Cold War Concern for Santa Included in JFK Exhibit

Russian bombing threat worried president and an 8-year-old girl
By Newser Editors and Wire Services
Posted Dec 25, 2019 9:31 AM CST
Cold War Concern for Santa Included in JFK Exhibit
A portrait of former President John F. Kennedy, framed by Christmas decorations, hangs in the White House in 2006.   (AP Photo/Ron Edmonds, File)

In the throes of the Cold War, the Soviet Union was planning to test a massive nuclear bomb in the Arctic Circle. But in a letter to then-President John F. Kennedy, a young Michigan girl was most concerned about the North Pole's most famous resident. "Please stop the Russians from bombing the North Pole," 8-year-old Michelle Rochon, of Marine City, pleaded, according to news reports at the time. "Because they will kill Santa Claus." Kennedy's brief but reassuring response to Rochon is part of a trove of holiday-themed archival materials being featured this month at the John F. Kennedy Presidential Library and Museum in Boston, the AP reports. "You must not worry about Santa Claus," the president wrote on Oct. 28, 1961. "I talked with him yesterday and he is fine. He will be making his rounds again this Christmas."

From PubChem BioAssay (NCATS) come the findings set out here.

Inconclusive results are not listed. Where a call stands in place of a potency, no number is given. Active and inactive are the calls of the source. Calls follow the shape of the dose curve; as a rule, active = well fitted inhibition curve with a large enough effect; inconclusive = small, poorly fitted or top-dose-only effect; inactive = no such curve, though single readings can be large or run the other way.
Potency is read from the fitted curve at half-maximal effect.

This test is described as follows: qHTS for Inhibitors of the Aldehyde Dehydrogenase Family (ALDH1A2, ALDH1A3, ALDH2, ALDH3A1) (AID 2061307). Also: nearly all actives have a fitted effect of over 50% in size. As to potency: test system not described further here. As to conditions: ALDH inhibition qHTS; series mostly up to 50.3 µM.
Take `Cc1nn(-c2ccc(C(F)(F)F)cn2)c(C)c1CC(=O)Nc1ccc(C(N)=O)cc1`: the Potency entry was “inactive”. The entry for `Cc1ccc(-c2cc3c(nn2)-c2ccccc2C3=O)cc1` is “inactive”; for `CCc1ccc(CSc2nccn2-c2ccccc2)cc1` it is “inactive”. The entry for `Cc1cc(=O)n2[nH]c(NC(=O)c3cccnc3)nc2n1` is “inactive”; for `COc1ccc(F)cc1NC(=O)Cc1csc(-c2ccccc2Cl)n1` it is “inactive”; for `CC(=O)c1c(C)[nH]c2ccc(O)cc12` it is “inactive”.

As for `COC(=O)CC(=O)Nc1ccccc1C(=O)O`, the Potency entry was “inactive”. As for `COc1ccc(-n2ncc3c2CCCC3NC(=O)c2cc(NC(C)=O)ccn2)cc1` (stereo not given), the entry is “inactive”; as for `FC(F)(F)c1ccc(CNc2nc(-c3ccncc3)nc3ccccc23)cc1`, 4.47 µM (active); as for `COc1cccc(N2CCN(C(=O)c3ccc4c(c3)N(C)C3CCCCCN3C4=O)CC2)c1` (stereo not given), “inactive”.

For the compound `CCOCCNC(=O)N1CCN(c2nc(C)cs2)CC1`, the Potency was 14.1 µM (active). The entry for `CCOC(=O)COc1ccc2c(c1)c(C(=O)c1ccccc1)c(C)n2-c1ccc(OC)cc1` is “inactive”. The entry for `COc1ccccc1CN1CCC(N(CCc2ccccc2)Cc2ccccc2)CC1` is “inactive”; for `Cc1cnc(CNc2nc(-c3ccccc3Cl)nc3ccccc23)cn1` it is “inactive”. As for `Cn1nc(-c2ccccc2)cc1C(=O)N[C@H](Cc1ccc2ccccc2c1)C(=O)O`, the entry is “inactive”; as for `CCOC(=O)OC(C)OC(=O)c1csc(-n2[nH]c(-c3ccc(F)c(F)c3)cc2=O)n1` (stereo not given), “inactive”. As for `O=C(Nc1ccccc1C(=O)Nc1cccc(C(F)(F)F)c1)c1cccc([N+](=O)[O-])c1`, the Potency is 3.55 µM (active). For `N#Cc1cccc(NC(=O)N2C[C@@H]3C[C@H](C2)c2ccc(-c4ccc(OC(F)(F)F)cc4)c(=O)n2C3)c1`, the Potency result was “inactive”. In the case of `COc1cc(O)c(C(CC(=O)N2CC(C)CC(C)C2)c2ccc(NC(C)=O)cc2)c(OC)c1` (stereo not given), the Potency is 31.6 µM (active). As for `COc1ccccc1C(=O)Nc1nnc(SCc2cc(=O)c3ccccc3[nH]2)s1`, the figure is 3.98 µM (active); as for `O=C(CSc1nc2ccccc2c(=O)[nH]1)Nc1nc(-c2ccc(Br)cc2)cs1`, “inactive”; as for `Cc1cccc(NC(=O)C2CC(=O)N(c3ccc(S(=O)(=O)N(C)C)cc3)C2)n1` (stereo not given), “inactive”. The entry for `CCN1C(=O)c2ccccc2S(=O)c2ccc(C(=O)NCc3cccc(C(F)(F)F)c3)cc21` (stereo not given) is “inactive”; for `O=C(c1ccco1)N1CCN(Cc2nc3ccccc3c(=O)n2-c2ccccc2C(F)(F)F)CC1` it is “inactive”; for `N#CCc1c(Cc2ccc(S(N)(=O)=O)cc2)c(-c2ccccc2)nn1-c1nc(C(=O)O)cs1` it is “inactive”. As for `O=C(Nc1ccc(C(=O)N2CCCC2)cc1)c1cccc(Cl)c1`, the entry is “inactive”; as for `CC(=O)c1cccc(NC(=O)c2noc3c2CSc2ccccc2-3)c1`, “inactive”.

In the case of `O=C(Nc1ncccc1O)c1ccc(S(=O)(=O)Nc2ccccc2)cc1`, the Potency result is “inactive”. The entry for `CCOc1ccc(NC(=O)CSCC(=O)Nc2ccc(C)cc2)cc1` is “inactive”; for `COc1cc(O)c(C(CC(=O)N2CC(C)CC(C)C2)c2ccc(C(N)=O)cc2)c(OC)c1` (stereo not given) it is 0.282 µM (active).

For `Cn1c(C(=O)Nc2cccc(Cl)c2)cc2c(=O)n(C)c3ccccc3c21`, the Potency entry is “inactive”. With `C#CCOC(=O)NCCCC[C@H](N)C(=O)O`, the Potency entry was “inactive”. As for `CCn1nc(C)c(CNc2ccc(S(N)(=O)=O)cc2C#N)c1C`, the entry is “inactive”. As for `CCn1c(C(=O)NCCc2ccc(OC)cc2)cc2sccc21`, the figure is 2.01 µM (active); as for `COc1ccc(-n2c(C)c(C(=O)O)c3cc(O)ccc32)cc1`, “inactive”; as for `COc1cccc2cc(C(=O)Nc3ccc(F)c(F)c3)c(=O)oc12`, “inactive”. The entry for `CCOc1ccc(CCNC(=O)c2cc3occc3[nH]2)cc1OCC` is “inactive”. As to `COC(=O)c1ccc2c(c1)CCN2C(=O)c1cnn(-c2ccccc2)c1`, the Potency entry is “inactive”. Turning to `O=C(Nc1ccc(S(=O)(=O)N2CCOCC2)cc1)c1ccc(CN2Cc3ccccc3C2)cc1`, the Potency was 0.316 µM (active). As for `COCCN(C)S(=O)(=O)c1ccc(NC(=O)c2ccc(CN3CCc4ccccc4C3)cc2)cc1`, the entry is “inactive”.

Kennedy told Rochon that he shared her concern about the Soviet Union’s test, "not only for the North Pole but for countries throughout the world; not only for Santa Claus but for people throughout the world." Photos of the Kennedys celebrating Christmas in the White House and copies of family Christmas cards also are highlighted in a seasonal display in the library's lobby. Rochon, whose last name is now Phillips, told the Boston Globe in 2014 that she never thought the letters would resonate the way they did. "I was just worried about Santa Claus," she told the Globe. The Soviets made good on their threat to bomb the North Pole two days later. Reportedly 1,570 times more powerful than the ones dropped on Hiroshima and Nagasaki combined, the bomb shattered windows as far away as Norway and Finland. It's still considered the most powerful man-made explosive ever detonated. (Rochon said the letter helped.)

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